LAURINBURG — Taking a break from packing books and mementos from members of his congregation, Laurinburg Presbyterian Church pastor Neal Carter reflected on his 11 years keeping the church on the path of faith.
Sunday’s sermon was Carter’s last at Laurinburg Presbyterian before he moves to his native Concord to lead Rocky River Presbyterian Church.
Carter came to Laurinburg in June 2004 with divinity degrees from Duke and Princeton and a decade of experience leading congregations in Beulaville and Mocksville under his belt. With its connections to St. Andrews University and Scotia Village, Carter felt called to the “great history” of the Scotland County church — just as he now feels called to leave it.
“Like most denominations and faiths, we believe in the notion of call: that God calls us here and then God calls us other places as well, and different churches work that out in different ways,” he said.
Carter has embraced the opportunities for outreach abundant in a small community, opening the church to host meetings and fundraisers, teachers’ work sessions, a community garden, and a Boy Scout troop.
“You get to be involved in the larger community as opposed to just being involved in the church, and I think we’ve grown in faithfulness that way,” said Carter. “We hope we’ve done a good job of being involved in the community and keeping the church connected.”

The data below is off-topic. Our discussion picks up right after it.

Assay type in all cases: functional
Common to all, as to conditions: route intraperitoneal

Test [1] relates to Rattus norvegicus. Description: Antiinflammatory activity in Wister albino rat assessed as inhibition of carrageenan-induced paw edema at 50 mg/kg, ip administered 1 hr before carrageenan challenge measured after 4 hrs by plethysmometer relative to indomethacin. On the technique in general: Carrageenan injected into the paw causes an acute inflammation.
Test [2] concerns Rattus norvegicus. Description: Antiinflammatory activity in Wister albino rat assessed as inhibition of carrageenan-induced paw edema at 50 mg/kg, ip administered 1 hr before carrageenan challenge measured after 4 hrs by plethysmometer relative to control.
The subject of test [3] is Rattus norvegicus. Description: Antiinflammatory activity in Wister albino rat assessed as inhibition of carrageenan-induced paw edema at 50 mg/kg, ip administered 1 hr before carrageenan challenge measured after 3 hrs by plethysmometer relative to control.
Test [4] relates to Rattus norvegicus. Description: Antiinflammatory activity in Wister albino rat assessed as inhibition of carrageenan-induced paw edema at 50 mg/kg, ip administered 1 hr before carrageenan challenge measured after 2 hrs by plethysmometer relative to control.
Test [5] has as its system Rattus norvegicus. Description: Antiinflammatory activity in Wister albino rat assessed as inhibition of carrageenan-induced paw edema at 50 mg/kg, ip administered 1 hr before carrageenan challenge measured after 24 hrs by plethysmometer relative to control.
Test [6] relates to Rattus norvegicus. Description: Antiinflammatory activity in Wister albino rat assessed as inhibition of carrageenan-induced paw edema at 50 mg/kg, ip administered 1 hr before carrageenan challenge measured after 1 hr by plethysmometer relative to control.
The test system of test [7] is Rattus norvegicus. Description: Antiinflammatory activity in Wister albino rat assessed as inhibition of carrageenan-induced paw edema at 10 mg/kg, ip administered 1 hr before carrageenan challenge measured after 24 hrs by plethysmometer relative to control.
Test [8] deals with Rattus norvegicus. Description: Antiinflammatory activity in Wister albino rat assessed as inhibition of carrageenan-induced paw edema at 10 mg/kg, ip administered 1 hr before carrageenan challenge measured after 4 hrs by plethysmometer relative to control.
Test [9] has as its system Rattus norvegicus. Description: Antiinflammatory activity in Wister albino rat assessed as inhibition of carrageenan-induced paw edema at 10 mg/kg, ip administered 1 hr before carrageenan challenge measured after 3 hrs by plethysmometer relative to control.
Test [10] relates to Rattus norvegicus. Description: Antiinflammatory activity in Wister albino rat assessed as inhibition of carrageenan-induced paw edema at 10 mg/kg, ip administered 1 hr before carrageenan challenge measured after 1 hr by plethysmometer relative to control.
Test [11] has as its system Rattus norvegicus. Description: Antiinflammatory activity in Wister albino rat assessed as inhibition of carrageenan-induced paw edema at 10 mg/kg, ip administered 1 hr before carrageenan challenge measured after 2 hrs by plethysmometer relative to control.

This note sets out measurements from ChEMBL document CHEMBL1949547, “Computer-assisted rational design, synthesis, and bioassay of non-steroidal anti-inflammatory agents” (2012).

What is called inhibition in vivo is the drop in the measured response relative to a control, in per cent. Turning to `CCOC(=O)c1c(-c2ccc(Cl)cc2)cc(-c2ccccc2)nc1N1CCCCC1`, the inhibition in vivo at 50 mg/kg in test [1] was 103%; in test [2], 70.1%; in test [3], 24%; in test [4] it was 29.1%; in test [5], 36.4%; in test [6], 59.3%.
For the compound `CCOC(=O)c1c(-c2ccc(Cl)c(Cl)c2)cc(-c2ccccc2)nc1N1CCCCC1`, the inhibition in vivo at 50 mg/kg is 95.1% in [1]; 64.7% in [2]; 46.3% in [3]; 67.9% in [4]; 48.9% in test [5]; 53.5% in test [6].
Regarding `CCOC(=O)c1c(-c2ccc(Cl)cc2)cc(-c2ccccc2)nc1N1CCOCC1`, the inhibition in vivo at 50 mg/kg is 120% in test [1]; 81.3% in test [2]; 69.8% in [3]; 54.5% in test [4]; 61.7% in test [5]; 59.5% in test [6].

Though he felt no compulsion to leave Laurinburg, the draw of family and the new challenge of serving a suburban church proved impossible to resist. But he will miss the closely-knit community and a congregation of individuals dedicated to practicing their faith through service.
“We have a lot of friends here and there is a real dedication in this community to one another, and to the community itself, that is amazing,” Carter said. “A lot of the people that I see in worship are also the same people that I see on hospice boards and counseling center boards and Rotary and Habitat and Helping Hand boards. These are the same people that are committed to keeping this community rolling.”
“It’s a tough place to be, when you’re really happy and energized by the faith and the ministry that you’re doing locally but also feel called to go somewhere else.”
Mary Katherine Murphy can be reached at 910-506-3169.